Inaugural balls -- 01/21/13

So today is the day for celebration in Washington DC, the one part of the country where the economy is booming, the center of concentration of wealth for lobbyists and politicians and the government elite. And today's event will still attract the 1% -- Bush's second inauguration attracted around 300 private jets, setting a record. In 2009 the first Obama inauguration more than doubled that number of private jets as the wealthy who had supported him came to party. This year apparently is back to only bit over 300 private jets.

Of course, there is a wisecrack going around in libertarian circles questioning whether this should be considered Obama's second term or Bush's fourth term. (Reason Magazine recently published an article titled " Obama Begins His Second Term -- and Bush's Fourth" -- If you don't get the point, you obviously need to read that article.)

Meanwhile, Retropundit (his slogan "Like Instapundit, only slower") has posted a couple of interesting inauguration- related blasts from the past. (He specializes in one hundred year old news stories.)

President Wilson apparently ordered the cancellation of one inaugural ball for his first term as president. He was horrified when he learned that the planned ball would cost taxpayers $95,000! Please note that the US government had actually finished the year in the black, having taken in more in taxes than the budget called for spending. (I think of Wilson as being one of the most racist and sexist presidents in our history -- certainly in the 20th century -- but I guess even a total creep could be fiscally responsible sometimes.)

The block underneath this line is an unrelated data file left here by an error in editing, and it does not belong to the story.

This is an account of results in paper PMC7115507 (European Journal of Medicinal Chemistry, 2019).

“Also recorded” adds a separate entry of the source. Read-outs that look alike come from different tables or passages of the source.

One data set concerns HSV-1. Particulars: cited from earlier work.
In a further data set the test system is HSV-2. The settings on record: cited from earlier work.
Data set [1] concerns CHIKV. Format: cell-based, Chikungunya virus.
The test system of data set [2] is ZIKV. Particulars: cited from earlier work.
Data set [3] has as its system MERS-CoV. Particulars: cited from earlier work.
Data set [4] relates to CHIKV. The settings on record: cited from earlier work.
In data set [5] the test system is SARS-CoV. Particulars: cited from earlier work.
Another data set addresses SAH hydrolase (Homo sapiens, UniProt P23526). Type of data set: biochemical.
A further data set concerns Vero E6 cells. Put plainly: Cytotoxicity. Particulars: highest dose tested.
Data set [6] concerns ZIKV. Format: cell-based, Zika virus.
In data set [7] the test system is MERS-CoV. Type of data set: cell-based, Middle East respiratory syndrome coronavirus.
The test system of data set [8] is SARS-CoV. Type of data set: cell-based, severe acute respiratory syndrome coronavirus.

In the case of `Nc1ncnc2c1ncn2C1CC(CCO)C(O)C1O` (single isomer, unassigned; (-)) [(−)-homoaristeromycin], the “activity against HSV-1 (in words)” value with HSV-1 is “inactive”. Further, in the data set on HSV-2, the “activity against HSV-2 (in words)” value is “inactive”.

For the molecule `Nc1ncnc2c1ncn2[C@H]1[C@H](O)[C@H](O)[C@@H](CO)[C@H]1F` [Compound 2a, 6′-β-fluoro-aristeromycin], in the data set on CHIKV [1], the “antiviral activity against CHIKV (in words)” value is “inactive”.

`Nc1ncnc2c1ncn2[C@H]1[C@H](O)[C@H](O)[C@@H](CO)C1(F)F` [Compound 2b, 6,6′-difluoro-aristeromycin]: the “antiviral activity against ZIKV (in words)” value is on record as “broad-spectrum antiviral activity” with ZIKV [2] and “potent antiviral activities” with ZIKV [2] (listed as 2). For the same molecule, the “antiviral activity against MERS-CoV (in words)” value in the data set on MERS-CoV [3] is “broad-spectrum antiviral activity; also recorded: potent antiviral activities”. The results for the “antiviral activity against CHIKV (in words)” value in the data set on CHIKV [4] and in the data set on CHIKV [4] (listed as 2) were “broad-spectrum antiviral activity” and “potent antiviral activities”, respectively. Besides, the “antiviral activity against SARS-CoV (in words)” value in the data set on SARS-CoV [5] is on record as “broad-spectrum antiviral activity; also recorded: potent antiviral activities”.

Eleanor Wilson (daughter of President Wilson) had managed to get risque dancing banned at her school, so that only "sedate" dancing was allowed. As Retropundit noted "The 'Progressive' Movement is composed of morally superior humans who are eager to instruct the rest of us regarding how to live." Some members of Congress apparently shared Ms Wilson's abhorance of the Turkey Trot and other "modern" dances and banned such risque activity if there were to be an innaugral ball at the Pension Building. That location rang a bell with me and I suddenly realized that Nancy and I had been there on a trip to DC almost four years ago, late February of 2009. (It's now the National Building Museum.)

A postscript to yesterday's entry: UMelt now has a webpage with photographs of their menu items -- hover your mouse over each photo to see what it is.

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